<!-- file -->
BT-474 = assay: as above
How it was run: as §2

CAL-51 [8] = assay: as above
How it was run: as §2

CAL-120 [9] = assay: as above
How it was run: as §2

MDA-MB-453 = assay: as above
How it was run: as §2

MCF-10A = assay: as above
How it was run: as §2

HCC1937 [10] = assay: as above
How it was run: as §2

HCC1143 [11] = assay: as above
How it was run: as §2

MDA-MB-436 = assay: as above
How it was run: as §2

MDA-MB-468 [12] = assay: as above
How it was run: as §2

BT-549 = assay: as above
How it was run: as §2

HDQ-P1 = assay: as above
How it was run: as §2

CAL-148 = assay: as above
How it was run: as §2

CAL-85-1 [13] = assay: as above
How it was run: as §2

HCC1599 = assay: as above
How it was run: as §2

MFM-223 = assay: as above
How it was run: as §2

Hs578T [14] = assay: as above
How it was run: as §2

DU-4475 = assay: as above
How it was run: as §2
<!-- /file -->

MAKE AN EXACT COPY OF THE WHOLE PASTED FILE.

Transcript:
BT-474 = assay: as above
How it was run: as §2

CAL-51 [8] = assay: as above
How it was run: as §2

CAL-120 [9] = assay: as above
How it was run: as §2

MDA-MB-453 = assay: as above
How it was run: as §2

MCF-10A = assay: as above
How it was run: as §2

HCC1937 [10] = assay: as above
How it was run: as §2

HCC1143 [11] = assay: as above
How it was run: as §2

MDA-MB-436 = assay: as above
How it was run: as §2

MDA-MB-468 [12] = assay: as above
How it was run: as §2

BT-549 = assay: as above
How it was run: as §2

HDQ-P1 = assay: as above
How it was run: as §2

CAL-148 = assay: as above
How it was run: as §2

CAL-85-1 [13] = assay: as above
How it was run: as §2

HCC1599 = assay: as above
How it was run: as §2

MFM-223 = assay: as above
How it was run: as §2

Hs578T [14] = assay: as above
How it was run: as §2

DU-4475 = assay: as above
How it was run: as §2